Gene Velasquez, 55, collapsed while running at Memorial Park in June of last year when he suffered a heart attack and was in cardiac arrest. Mr. Velasquez spent the following five days in a coma. A good Samaritan gave him CPR and put him in an ambulance, which rushed him to the hospital. Upon arriving at the hospital, he was met by Professor and Chair of the Department of Emergency Medicine at McGovern Medical School and attending physician at Memorial Hermann Dr. Bentley Bobrow, MD, FACEP.
“Gene was unconscious and not able to breathe on his own. We immediately placed him in therapeutic hypothermia treatment to prevent further damage from a lack of blood flow to the brain. His heart stopped and he was clinically dead. The odds of someone surviving are very, very low. Probably around 7% of the time, ” Bobrow said. “We scanned his arteries to find a blocked blood vessel. We had to fix Gene and his heart and support his brain while all of this was going on.”
Velasquez’s cardiac arrest stemmed from a heart attack, events that can be mistaken as the same. With a heart attack, a victim is conscious and will need treatment within 60 minutes. For cardiac arrest, death can follow in five to 10 minutes without CPR and defibrillation. Miraculously, paramedics on-site during Gene’s heart attack were contacted by witnesses and performed bystander CPR on a collapsed Gene until an ambulance arrived.
“In cardiac arrest scenarios, you literally have a matter of minutes. If no one does bystander CPR, it’s highly unlikely someone will survive something like this, ” continued Bobrow.
“Words can not express what I would want to say to them. They saved my life,” remarked Gene Velasquez. “Excluding the circumstances, I would say my experience during recovery was amazing. The people were friendly, the staff kept me well informed, the doctors were extremely caring, and anything I needed was there for my recovery. I wasn’t aware of all the additional resources that are available to help others in a similar situation like mine. Resources like the Texas’ Cardiac Arrest Registry to Enhance Survival Program, helps others to be better prepared incase they might have to perform life saving CPR on someone when timing is critical.”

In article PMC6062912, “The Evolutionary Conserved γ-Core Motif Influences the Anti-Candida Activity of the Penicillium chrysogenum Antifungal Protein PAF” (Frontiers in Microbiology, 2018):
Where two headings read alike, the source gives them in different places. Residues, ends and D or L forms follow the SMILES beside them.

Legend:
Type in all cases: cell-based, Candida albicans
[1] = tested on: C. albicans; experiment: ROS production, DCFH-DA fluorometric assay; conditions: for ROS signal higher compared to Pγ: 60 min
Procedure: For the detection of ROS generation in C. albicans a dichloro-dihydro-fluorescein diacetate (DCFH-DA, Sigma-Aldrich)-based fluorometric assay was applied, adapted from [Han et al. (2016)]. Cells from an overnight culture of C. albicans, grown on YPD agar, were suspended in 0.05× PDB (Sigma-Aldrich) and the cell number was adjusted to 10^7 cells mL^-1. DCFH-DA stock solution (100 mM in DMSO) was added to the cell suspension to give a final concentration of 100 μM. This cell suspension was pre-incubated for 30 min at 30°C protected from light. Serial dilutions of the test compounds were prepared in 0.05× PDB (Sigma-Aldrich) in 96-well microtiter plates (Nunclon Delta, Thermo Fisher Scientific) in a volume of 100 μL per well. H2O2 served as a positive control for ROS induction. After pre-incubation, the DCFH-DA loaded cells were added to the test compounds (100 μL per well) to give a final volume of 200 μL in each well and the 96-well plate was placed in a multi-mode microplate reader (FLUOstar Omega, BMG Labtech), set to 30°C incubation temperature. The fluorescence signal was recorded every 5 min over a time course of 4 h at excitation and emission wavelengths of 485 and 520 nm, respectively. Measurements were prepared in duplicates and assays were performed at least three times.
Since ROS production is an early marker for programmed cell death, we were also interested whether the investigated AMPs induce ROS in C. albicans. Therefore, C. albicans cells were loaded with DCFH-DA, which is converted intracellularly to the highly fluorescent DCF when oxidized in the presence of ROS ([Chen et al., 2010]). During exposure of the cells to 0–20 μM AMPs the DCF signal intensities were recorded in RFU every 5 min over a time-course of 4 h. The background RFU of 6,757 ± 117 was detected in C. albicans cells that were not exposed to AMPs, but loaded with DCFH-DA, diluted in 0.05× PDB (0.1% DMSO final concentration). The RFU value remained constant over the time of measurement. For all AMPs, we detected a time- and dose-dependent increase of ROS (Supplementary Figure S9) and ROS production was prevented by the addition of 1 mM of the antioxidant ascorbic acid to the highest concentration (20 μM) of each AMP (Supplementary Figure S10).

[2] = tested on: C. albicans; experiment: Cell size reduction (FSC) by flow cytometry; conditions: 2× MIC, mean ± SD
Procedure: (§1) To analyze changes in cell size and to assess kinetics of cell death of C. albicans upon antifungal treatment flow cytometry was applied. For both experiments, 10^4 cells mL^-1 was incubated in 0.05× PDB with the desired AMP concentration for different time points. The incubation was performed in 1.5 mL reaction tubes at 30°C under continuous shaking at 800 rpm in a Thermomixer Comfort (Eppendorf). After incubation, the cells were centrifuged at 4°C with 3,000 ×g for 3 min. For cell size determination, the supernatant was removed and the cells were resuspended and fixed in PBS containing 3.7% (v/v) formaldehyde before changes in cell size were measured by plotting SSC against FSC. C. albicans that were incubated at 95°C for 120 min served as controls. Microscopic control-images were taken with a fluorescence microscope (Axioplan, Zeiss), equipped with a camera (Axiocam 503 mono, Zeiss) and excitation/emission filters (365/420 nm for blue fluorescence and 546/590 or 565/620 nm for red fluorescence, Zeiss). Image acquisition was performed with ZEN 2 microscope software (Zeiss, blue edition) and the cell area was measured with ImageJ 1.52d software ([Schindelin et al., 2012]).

Since making a successful recovery, Gene visited Memorial Park weekly in hopes his mystery Samaritan would recognize him. After months of searching and with help of a published story by KHOU-11 the mystery Samaritan was able to be found. Initially thought to be the acts of one individual, turned out to be several people that stopped to help the day of Gene’s heart attack.
Sargent David Gonzalez with the University of St. Thomas Police Department, Jack Perini, Eric McClendon and Mike Gonzalez were four of seven witnesses that took turns performing CPR awaiting for an ambulance arrival after calling 911. Without any prior knowledge about Mr. Velasquez, the four men wondered if the man they helped was ok.
“When the story aired, I was showing people. I was so glad, it was such a big relief,” declared Eric McClendon.
“We had no identification information for Gene at the time, he was a John Doe,” Gonzalez said. “I ended up collecting contact information for everyone else there. So when the broadcast aired, it was an overwhelming feeling to know the person we helped out was alive.”
Eternally grateful, Gene stays in close contact with the men that saved his life.
“It makes me feel better now that I know what happened,” assured Gene Velasquez “There’s good people out there still and I’m glad I was able to meet these good people.”
Gene Velasquez story was recently featured in the Houston Chronicle’s “ReNew” health section providing a more in-depth overview of this phenomenal tale.